Last modified on 24 May 2014, at 16:22

donga

EnglishEdit

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Etymology 1Edit

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NounEdit

donga (plural dongas)

  1. (Australia) A transportable building with single rooms, often used on remote work sites or as tourist accommodation.
    • 2004, Susie Ashworth, Rebecca Turner, Simone Egger, Western Australia, Lonely Planet, page 152,
      Menzies Hotel ([Ph] 9024 2043; 22 Shenton St; s/d $48/65, donga $75) has old-style hotel rooms as well as - for that real goldfields experience - dongas (temporary miner′s abode, usually made from corrugated iron), and also serves all meals.
    • 2004, James Woodford, The Dog Fence, page 225,
      He not only expects his fence to be perfect, he also expects his dongas to be the best workman′s huts in Australia, and that is what they are.
    • 2009, David Marr, The Ibdian Ocean Solution, Robyn Davidson (editor), The Best Australian Essays 2009, page 118,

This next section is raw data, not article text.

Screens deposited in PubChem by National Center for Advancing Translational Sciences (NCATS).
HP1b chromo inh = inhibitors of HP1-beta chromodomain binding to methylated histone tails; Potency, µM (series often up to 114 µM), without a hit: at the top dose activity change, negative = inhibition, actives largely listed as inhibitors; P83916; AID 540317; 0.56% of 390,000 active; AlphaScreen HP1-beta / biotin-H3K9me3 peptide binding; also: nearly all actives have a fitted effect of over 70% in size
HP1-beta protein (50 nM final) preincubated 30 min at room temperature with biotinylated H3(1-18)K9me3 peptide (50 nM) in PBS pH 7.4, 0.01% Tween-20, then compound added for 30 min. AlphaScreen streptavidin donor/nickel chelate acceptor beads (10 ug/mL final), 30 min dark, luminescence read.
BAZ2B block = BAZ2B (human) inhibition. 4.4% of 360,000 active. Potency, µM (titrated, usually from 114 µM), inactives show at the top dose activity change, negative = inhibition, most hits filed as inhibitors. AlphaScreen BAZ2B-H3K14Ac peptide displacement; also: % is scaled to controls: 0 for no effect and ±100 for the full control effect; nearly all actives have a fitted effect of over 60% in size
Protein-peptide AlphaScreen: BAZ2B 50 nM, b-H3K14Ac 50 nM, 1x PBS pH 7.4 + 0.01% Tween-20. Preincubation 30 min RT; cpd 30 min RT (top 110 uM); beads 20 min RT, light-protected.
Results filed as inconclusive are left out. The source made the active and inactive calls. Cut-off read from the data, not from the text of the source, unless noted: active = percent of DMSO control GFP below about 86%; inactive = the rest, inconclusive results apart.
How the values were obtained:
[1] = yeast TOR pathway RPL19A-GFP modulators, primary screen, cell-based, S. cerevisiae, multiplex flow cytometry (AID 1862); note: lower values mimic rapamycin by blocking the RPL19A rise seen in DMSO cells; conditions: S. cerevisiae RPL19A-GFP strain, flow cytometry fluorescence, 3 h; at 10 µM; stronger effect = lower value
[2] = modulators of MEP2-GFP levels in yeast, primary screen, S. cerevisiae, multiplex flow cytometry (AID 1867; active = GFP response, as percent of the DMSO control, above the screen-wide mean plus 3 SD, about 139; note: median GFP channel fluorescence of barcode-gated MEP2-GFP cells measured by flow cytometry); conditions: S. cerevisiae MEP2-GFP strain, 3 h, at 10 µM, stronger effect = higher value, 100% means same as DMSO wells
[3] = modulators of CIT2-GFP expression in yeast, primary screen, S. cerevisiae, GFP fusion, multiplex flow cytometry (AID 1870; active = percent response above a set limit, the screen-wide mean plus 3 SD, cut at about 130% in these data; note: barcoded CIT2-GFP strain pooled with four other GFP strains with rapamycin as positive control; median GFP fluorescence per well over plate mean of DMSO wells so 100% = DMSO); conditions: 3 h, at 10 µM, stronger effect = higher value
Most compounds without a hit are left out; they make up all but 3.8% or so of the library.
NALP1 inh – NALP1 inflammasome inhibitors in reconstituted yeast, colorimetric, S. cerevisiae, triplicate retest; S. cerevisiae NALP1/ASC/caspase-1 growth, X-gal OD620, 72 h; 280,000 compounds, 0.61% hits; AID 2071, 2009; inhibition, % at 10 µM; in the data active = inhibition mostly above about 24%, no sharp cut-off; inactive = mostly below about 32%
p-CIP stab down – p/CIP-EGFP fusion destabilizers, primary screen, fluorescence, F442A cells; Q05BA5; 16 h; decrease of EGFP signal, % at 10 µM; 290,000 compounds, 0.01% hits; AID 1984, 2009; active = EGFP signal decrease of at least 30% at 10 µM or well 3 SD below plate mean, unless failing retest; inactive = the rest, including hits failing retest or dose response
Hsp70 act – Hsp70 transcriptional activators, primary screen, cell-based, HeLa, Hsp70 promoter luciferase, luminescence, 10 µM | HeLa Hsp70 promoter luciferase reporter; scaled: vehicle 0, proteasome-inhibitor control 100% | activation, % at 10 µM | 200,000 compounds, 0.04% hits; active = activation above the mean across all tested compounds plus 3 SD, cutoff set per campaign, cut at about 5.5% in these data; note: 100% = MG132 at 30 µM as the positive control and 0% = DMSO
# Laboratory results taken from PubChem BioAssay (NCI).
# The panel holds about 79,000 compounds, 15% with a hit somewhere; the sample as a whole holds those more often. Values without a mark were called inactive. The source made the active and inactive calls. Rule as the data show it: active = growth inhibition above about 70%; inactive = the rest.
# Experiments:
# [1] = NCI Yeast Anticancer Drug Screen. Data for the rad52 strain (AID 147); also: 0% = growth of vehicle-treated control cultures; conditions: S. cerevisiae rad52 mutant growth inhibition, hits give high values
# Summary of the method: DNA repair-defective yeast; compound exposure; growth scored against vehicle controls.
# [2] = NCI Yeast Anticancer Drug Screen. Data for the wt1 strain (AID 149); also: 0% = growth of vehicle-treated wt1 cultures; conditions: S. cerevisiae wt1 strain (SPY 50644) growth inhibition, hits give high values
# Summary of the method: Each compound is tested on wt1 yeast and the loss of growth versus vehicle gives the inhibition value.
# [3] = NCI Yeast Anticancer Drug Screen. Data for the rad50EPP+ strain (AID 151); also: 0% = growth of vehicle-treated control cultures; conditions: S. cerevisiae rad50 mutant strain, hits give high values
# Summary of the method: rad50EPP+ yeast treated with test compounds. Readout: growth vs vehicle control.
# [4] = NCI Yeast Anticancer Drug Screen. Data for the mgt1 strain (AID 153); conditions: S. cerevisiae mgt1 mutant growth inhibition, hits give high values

Workers building roads in the bush sleep in dongas like these and are well paid for their discomfort.
Usage notesEdit
  • Usually used in outback Australia, especially the northwest.

Etymology 2Edit

From the Nguni group of languages. A washed out ravine or gully.

PronunciationEdit

NounEdit

donga (plural dongas)

  1. (South Africa) A usually dry, eroded watercourse running only in times of heavy rain.
    • 1900, Arthur Conan Doyle, The Great Boer War, Volume 2, 2008 Easyread Large Bold Edition, page 14:
      Major Pack-Beresford and other officers were shot down, and every unhorsed man remained necessarily as a prisoner under the very muzzles of the riflemen in the donga.
    • 1901, Ernest William Hornung, “The Knees of the Gods”, in Raffles: Further Adventures of the Amateur Cracksman, Charles Scribner’s Sons, page 284:
      There were trenches for us men, but no place of safety for our horses nearer than this long and narrow donga which ran from within our lines towards those of the Boers.
    • 1948, Henry Vollam Morton, In Search of South Africa,[1] Methuen, page 168:
      Thousands of miserable cattle and goats roamed everywhere making tracks that would someday form cracks which successive rains would open into gullies and dongas.
TranslationsEdit

ReferencesEdit

  • Jean Bradford, A Dictionary of South African English, Oxford (1978).

AnagramsEdit